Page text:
You’ve completed your workplace investigation. Now it’s time to draw your conclusions. How do you decide who is telling the truth, and who is lying?
Assessing credibility is the most difficult task you’ll face in a workplace investigation. But guidelines exist. The Equal Employment Opportunity Commission offers five fundamentals for determining who’s telling the truth:
- Inherent plausibility: Is the testimony believable on its face? Does it make sense?
- Demeanor: Did the person seem to be telling the truth or lying?
- Motive to falsify: Did the person have a reason to lie?
- Corroboration: Is there witness testimony or physical evidence (such as written documentation) that corroborates the party’s testimony?
- Past record: Did the alleged harasser have a history of similar behavior in the past?
Of course, there are other factors to consider, as well.
Is the witness you’re interviewing a friend of the accused or friend of the complainant – or, in contrast, has that individual been in conflict with either of them? Ideally, as an investigator, you want potential witnesses without personal ties to either party, and no vested interest in the outcome.
What about your biases? As an investigator, you have to set your own biases aside. You can’t be influenced by the circumstances surrounding the allegations you’re investigating. For example, statistical evidence shows that police are more likely to stop black motorists for minor traffic offenses because officers assume they are more likely to engage in criminal activity. What preconceptions do you harbor? What biases might you have toward someone accused of a workplace violation?
Don’t go on the attack from the outset. You will be more effective if the suspect believes you are open-minded. Try to establish rapport, so the witness will relax and trust you. Be aware, too, that some apparently deceptive behaviors could be an innocent person’s response to the stress of being interviewed.
If you do detect a deceptive behavior, try not to let the person know you suspect him of lying. That might make an innocent person defensive and prone to exhibit signs of stress, which could then be interpreted as cues that he is lying. If you suspect a lie, probe deeper, but act interested rather than accusatory.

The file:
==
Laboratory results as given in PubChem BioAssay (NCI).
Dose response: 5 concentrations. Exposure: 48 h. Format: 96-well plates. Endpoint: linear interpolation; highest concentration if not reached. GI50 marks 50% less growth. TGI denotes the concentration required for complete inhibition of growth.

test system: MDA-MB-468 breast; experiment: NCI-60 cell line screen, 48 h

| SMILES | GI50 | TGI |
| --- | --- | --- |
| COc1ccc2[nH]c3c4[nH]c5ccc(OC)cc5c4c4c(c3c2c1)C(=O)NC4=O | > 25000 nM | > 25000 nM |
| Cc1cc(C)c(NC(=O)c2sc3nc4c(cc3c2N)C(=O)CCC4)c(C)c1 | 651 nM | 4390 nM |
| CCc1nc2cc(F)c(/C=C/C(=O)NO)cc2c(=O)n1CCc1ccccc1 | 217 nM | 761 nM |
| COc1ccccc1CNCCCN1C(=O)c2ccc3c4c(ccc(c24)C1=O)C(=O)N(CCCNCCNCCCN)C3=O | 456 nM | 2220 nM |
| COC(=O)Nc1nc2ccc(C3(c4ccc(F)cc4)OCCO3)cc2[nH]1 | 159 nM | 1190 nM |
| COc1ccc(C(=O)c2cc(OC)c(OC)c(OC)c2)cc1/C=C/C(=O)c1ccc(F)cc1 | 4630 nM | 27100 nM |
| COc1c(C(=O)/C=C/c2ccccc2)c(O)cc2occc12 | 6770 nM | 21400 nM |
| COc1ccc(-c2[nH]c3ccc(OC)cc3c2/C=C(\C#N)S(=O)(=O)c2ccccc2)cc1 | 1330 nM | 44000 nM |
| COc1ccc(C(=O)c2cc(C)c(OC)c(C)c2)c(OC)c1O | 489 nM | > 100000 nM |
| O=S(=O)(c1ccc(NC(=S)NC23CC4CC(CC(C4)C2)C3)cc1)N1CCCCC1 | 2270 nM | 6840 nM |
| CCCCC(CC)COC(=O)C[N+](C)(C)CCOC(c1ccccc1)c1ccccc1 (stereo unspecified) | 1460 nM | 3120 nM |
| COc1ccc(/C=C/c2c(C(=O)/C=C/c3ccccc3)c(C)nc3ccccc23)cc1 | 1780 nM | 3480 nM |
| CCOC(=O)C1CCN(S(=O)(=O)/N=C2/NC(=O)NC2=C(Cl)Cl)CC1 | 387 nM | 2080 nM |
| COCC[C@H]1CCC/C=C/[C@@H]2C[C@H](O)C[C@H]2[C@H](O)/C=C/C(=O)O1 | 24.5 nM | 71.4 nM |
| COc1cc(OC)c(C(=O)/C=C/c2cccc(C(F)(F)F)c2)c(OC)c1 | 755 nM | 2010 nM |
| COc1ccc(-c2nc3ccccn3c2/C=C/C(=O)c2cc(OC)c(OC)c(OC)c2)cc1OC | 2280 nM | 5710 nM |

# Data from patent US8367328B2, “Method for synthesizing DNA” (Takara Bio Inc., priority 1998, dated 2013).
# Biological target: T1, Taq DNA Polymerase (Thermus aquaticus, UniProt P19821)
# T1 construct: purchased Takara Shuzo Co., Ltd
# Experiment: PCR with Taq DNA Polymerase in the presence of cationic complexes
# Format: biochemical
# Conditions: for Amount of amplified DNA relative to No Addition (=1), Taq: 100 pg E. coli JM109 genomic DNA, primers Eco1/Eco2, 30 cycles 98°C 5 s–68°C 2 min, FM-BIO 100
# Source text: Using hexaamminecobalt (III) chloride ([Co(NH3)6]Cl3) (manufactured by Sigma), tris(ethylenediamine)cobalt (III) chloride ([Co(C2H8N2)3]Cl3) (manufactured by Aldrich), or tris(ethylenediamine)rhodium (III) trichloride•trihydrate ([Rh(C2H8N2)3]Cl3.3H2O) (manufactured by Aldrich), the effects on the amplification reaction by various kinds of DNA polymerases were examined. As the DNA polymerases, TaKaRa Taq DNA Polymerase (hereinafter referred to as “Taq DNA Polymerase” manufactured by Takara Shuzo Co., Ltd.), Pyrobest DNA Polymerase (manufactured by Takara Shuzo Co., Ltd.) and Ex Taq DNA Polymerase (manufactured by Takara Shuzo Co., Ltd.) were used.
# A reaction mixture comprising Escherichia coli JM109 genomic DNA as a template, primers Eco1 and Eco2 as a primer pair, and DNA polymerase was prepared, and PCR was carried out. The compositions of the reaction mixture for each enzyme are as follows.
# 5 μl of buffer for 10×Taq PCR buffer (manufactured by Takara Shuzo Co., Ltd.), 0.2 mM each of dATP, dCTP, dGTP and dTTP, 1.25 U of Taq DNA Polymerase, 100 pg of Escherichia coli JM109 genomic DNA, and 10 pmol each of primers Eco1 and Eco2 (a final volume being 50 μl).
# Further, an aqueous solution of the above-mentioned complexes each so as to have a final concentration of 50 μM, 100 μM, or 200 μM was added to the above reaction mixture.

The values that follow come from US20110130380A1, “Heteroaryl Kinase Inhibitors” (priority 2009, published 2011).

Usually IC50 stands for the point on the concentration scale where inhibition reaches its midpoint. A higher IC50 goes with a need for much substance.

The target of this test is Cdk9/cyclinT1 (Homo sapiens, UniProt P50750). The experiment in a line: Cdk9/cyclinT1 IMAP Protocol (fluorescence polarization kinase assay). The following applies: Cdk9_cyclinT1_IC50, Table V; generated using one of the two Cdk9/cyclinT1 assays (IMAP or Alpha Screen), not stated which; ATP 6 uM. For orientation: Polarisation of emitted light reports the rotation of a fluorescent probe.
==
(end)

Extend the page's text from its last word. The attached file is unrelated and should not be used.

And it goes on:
What kinds of deceptive behaviors should you look for when interviewing witnesses? And what kind of behaviors should be discounted?
We’ve all heard that a person with a closed posture, such as crossed arms, is on the defensive. In reality, that person might merely be comfortable in that position, or perhaps he or she is cold. Similarly, we’ve been told that failure to initiate eye contact indicates deceptiveness. That isn’t necessarily the case. There could be more than one reason someone isn’t looking at you, ranging from simple discomfort to lack of self-confidence.
Be cognizant of cultural differences, as well. Some behaviors are universal across culture, ethnicity and nationality, but others have a positive meaning in one culture and a negative meaning in another.
A single deceptive behavior isn’t telling. As an investigator, you need to look for clusters or groupings of deceptive behaviors.
Examples of deceptive behaviors:
- A verbal or nonverbal disconnect: The subject responds to your question by saying “no,” but shakes his head up and down in an affirmative manner.
- The subject hides her mouth or her eyes.
- The subject fidgets or rearranges his position in response to your question.
- The subject sidesteps the question, answers your question with a question that doesn’t correspond to what you asked or goes on the attack.
- The subject fails to deny committing an act of wrongdoing, hedges her denial, or hides the denial inside a long-winded answer.
- The subject goes on the attack.
- The subject invokes religion.
- The subject tries to demonstrate what an upright, outstanding person he is.
- The subject makes inconsistent or contradictory statements, or his or her chronology of events differs from that of other witnesses.
Assessing credibility isn’t easy. But employing the guidelines mentioned above can help you make decisions about credibility with confidence.
For more information on assessing credibility, we recommend the book Spy the Lie by Philip Houston, Michale Floyd and Susan Carnicero.
Next: Reporting factual findings to the employer.
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If you have questions or concerns about workplace investigations, contact Johnson Employment Law for guidance, 949-238-8044.